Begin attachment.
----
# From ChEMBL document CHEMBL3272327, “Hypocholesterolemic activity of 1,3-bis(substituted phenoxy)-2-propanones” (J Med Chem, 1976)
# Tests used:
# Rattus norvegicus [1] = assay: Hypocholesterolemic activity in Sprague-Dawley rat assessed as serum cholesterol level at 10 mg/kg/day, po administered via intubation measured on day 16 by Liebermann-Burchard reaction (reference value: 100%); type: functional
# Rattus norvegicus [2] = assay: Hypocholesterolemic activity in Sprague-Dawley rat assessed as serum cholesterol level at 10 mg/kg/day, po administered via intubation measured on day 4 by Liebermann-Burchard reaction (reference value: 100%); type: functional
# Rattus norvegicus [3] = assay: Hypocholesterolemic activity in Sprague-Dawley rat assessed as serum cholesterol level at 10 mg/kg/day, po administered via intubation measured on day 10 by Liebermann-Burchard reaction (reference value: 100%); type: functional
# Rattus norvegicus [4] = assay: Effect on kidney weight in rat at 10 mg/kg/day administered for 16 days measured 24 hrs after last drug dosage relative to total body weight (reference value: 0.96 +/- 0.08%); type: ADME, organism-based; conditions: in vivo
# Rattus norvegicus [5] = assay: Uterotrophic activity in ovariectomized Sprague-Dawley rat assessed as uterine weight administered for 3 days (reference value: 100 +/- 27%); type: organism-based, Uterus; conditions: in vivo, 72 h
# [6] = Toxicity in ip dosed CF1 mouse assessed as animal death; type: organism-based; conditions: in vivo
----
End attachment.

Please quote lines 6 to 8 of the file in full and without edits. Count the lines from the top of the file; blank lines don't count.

# Rattus norvegicus [4] = assay: Effect on kidney weight in rat at 10 mg/kg/day administered for 16 days measured 24 hrs after last drug dosage relative to total body weight (reference value: 0.96 +/- 0.08%); type: ADME, organism-based; conditions: in vivo
# Rattus norvegicus [5] = assay: Uterotrophic activity in ovariectomized Sprague-Dawley rat assessed as uterine weight administered for 3 days (reference value: 100 +/- 27%); type: organism-based, Uterus; conditions: in vivo, 72 h
# [6] = Toxicity in ip dosed CF1 mouse assessed as animal death; type: organism-based; conditions: in vivo